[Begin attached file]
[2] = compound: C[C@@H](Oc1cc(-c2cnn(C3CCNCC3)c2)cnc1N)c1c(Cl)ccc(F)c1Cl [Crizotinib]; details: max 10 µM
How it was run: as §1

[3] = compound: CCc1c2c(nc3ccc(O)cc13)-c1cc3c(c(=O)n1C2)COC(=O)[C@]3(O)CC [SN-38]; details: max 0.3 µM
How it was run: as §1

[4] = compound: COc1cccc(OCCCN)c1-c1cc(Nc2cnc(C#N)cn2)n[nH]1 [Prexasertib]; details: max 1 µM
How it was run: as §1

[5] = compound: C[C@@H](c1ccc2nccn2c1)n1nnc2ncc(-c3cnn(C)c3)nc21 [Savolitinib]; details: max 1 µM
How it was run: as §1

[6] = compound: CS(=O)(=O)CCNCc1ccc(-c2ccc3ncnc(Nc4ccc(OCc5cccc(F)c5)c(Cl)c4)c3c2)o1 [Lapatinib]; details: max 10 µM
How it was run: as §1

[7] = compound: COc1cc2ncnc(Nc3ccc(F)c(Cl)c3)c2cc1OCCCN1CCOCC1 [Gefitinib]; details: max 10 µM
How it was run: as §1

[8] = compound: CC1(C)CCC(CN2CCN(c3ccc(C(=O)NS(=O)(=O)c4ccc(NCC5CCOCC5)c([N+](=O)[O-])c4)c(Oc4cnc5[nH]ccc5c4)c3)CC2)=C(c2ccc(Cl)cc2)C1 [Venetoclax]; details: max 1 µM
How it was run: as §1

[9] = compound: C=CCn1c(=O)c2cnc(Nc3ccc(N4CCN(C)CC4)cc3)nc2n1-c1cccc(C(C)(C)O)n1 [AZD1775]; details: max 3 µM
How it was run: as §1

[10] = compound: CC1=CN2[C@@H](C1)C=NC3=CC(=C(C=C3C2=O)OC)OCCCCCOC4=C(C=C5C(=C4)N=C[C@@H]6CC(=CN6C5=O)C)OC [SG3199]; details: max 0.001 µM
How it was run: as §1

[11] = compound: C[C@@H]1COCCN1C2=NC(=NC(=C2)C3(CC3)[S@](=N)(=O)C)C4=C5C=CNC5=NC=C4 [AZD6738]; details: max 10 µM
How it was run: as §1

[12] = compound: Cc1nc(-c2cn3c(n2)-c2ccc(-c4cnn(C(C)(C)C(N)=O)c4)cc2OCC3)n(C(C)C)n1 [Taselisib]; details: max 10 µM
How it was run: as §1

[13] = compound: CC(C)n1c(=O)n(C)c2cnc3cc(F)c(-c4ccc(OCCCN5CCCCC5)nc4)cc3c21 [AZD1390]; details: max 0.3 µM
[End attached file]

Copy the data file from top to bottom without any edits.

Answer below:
[2] = compound: C[C@@H](Oc1cc(-c2cnn(C3CCNCC3)c2)cnc1N)c1c(Cl)ccc(F)c1Cl [Crizotinib]; details: max 10 µM
How it was run: as §1

[3] = compound: CCc1c2c(nc3ccc(O)cc13)-c1cc3c(c(=O)n1C2)COC(=O)[C@]3(O)CC [SN-38]; details: max 0.3 µM
How it was run: as §1

[4] = compound: COc1cccc(OCCCN)c1-c1cc(Nc2cnc(C#N)cn2)n[nH]1 [Prexasertib]; details: max 1 µM
How it was run: as §1

[5] = compound: C[C@@H](c1ccc2nccn2c1)n1nnc2ncc(-c3cnn(C)c3)nc21 [Savolitinib]; details: max 1 µM
How it was run: as §1

[6] = compound: CS(=O)(=O)CCNCc1ccc(-c2ccc3ncnc(Nc4ccc(OCc5cccc(F)c5)c(Cl)c4)c3c2)o1 [Lapatinib]; details: max 10 µM
How it was run: as §1

[7] = compound: COc1cc2ncnc(Nc3ccc(F)c(Cl)c3)c2cc1OCCCN1CCOCC1 [Gefitinib]; details: max 10 µM
How it was run: as §1

[8] = compound: CC1(C)CCC(CN2CCN(c3ccc(C(=O)NS(=O)(=O)c4ccc(NCC5CCOCC5)c([N+](=O)[O-])c4)c(Oc4cnc5[nH]ccc5c4)c3)CC2)=C(c2ccc(Cl)cc2)C1 [Venetoclax]; details: max 1 µM
How it was run: as §1

[9] = compound: C=CCn1c(=O)c2cnc(Nc3ccc(N4CCN(C)CC4)cc3)nc2n1-c1cccc(C(C)(C)O)n1 [AZD1775]; details: max 3 µM
How it was run: as §1

[10] = compound: CC1=CN2[C@@H](C1)C=NC3=CC(=C(C=C3C2=O)OC)OCCCCCOC4=C(C=C5C(=C4)N=C[C@@H]6CC(=CN6C5=O)C)OC [SG3199]; details: max 0.001 µM
How it was run: as §1

[11] = compound: C[C@@H]1COCCN1C2=NC(=NC(=C2)C3(CC3)[S@](=N)(=O)C)C4=C5C=CNC5=NC=C4 [AZD6738]; details: max 10 µM
How it was run: as §1

[12] = compound: Cc1nc(-c2cn3c(n2)-c2ccc(-c4cnn(C(C)(C)C(N)=O)c4)cc2OCC3)n(C(C)C)n1 [Taselisib]; details: max 10 µM
How it was run: as §1

[13] = compound: CC(C)n1c(=O)n(C)c2cnc3cc(F)c(-c4ccc(OCCCN5CCCCC5)nc4)cc3c21 [AZD1390]; details: max 0.3 µM